By Jahan Ramazani
Poetry is frequently seen as culturally homogeneous—“stubbornly national,” in T. S. Eliot’s word, or “the such a lot provincial of the arts,” in line with W. H. Auden. yet in A Transnational Poetics, Jahan Ramazani uncovers the ocean-straddling energies of the poetic imagination—in modernism and the Harlem Renaissance; in post–World battle II North the United States and the North Atlantic; and in ethnic American, postcolonial, and black British writing. Cross-cultural trade and impact are, he argues, one of the leader engines of poetic improvement within the 20th- and twenty-first centuries. Reexamining the paintings of a big selection of poets, from Eliot, Yeats, and Langston Hughes to Elizabeth Bishop, Lorna Goodison, and Agha Shahid Ali, Ramazani finds the various ways that glossy and modern poetry in English overflows nationwide borders and exceeds the scope of nationwide literary paradigms. via a number of transnational templates—globalization, migration, shuttle, style, effect, modernity, decolonization, and diaspora—he discovers poetic connection and discussion throughout international locations or even hemispheres. enormously wide-ranging in scope but carefully fascinated about details, A Transnational Poetics demonstrates how poetic research can foster an aesthetically attuned transnational literary feedback that's even as alert to modernity’s international situation.
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Louis,” “fundamentally American,” “quintessentially American,” “distinctively American,” “very American grain,” and “solidly American” risk draining modernism of its cross-national complexity. 28 chapter two The modernism Crawford sees as “essentially provincial” (270) is instead profoundly cross-cultural, translocal, and transnational. Pound’s and Eliot’s achievements are incomprehensible without taking seriously the global reach of a modernism that, polyglot and jaggedly transcultural, interweaves Euro-classicism and Chinese ideograms, cockney gossip and Sanskrit parable, Confucius and Thomas Jefferson, the thunderous God of the Hebrew Bible and a Brahmin creator god.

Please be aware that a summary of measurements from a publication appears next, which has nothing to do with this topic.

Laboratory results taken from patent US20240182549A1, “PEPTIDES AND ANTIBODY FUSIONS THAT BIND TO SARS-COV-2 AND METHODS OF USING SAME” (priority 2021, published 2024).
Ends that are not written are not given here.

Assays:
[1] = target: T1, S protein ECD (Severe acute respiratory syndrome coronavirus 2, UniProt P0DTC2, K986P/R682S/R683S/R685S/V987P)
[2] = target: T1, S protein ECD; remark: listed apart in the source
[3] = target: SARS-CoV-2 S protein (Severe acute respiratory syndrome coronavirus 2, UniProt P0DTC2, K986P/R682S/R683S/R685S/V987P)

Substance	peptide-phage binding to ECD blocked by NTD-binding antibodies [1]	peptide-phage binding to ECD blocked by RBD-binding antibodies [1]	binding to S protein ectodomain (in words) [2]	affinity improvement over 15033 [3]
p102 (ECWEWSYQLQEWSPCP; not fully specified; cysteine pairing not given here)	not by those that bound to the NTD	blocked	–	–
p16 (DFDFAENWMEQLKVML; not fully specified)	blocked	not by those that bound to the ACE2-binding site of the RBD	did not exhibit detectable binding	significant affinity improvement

S. Eliot’s “un-Englishness” and thus “persistent American-ness” (220). He traces Eliot’s literary roots to the “very American” writer Henry James and, before him, to Walt Whitman (226), eclipsing such English precursors as the metaphysical poets and the English Romantics. Indications of a more ambiguous cultural identity are converted into their opposite: Eliot’s concept of “the mind of Europe” exhibits a “quintessentially American” longing for European identity; as for Eliot’s declaration of his classicism, royalism, and Anglo- Catholicism, “no normal Englishman would have made such a public declaration, for England is a country in which individuals, like governments, prefer to avoid a written constitution” (232).
Though Claude McKay is usually assimilated into narratives of the Harlem Renaissance as the author of a book that partly helped inaugurate it, Harlem Shadows (1922), he wrote his ﬁrst two books in Jamaican English before emigrating to the United States; he then spent over a decade (1919–21, 1923–33) in Europe, the Soviet Union, and North Africa, barred from the United States and the British colonies after his enthusiastic 1923 Soviet trip;23 in 1934 he ﬁnally returned to the United States and in 1940 became an American citizen; still later, he was posthumously claimed as a national poet of Jamaica.